Beyond legality or illegality, the mining communities’ Baales, the village heads had applied their efforts in less helpful way by their receptive attitudes towards illegal miners. The Baales’ compromise or so it seems and their lack of a sense of voice to issue an early warning on illegal mining activities in their domains to facilitate organized community actions against illegal miners, sounding alarm in time to the government had placed limitations on the communities’ resilience and complicated matters for the state government.

Osun still holds a lot of promises out for direct foreign investments in mining, with Governor Gboyega Oyetola’s determination to halt the resultant “negative implications of environmental degradation in the state,” caused by all kinds of strip, open mining, that has now left behind so many environmental destructive open pits, deep and large, and created a uniquely dangerous set of environmental impact, considered critical to the revival of the state mining economy. And Oyetola, out of his utilitarian fear of severity of the impact of environmental degradation on the livelihoods of the poor who heavily depend on land, is more decisive at reversing the communities’ degraded forest resources, degraded public health, degraded cultures, social and artifacts, degraded livelihoods, degraded waters, degraded entertaining wild life and degraded migration routes.

Oyetola is pained that the gold communities have potentials to become food baskets of Osun but presently are facing daunting call outs, challenges on environmental degradation; and he’s more pained that the numbers of people likely to be affected by environmental degradation will be higher because the people residing outside the degraded areas depend on the continued flow of ecosystem goods and services from the degraded areas. He’s even more concerned that his government might be held responsible by some cynical publics for environmental degradation in the state were the illegal miners not rounded up to return the degraded environments to their naturalness and pay for damages on encroachment on the communities’ livelihoods, material, physical, psychological deprivations and prejudices suffered by the native people.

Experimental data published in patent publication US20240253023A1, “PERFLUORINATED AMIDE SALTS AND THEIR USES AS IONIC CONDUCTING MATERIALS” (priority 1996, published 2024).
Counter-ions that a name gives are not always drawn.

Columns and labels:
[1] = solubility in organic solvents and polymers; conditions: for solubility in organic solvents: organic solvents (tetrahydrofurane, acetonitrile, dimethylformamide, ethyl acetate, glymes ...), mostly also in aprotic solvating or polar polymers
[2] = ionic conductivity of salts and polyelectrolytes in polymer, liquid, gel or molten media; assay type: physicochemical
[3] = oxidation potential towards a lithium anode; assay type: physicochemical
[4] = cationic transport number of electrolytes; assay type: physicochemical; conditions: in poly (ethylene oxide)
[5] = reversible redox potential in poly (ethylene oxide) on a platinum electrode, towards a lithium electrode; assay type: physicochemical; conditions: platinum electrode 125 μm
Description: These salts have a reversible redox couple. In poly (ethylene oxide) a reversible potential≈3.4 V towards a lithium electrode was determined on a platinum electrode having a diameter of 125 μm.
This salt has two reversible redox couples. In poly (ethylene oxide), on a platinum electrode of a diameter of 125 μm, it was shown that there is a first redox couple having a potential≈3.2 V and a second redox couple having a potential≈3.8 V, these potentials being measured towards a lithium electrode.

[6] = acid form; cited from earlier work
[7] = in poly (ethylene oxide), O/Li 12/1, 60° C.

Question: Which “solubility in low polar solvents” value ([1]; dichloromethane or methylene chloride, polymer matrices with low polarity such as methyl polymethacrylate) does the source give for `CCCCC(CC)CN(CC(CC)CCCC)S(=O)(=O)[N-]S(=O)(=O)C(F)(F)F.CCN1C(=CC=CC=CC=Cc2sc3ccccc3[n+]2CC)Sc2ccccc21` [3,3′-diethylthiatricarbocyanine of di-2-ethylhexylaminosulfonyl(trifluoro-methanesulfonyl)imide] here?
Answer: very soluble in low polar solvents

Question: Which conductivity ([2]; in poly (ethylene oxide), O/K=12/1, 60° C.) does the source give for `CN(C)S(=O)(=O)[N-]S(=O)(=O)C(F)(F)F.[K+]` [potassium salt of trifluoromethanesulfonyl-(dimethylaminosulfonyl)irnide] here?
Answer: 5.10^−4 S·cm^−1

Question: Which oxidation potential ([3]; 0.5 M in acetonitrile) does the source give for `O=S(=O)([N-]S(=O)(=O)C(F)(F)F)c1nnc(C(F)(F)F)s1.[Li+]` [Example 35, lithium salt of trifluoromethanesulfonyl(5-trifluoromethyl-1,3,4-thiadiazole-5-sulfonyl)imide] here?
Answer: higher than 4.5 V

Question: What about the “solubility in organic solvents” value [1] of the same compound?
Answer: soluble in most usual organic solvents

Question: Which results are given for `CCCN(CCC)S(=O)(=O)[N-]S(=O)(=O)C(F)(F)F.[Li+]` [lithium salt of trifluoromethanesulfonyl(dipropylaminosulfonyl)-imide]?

Let the skeptical publics understand that mining comes under the exclusive legislative list. Recovery of degraded areas is planned according to the National Environment Policy (Law 6.938/1981) as amended. And article 225 of the Constitution of the Federal Republic of Nigeria states that “conduct and activities deemed harmful to the environment will subject violators, individuals or entities to penal and administrative sanctions, independent of the obligation to repair damages.”

Implying, reclamation is a phase embedded in mining procedures not detached. The hidden luxury? Land security, population density, market access and rule of law as major factors in environmental degradation, with prohibitive technical and financial issues, including high costs of inaction and higher cost of returns to taking actions against environmental degradation are a significant constraint to the adaptive capacity of Osun to cope with environmental degradation hazards centered paradigms. Tasking!

Really tasking enough, to disarticulate the emerging Osun New Economy (ONEC) of huge socio-economic transformations as aftermath of the post COVID-19 investments in mining and its market potentials; but Oyetola has the mojo, magic wands to stem any such disarticulation. And even the force of law, mining-reclamation intrinsic relationship and the luxury of land reclamation put the onus on the federal government to compel land recovery after finishing mining activities.

— OLUSESI is Assistant Director, Publicity, Research & Strategy, APC,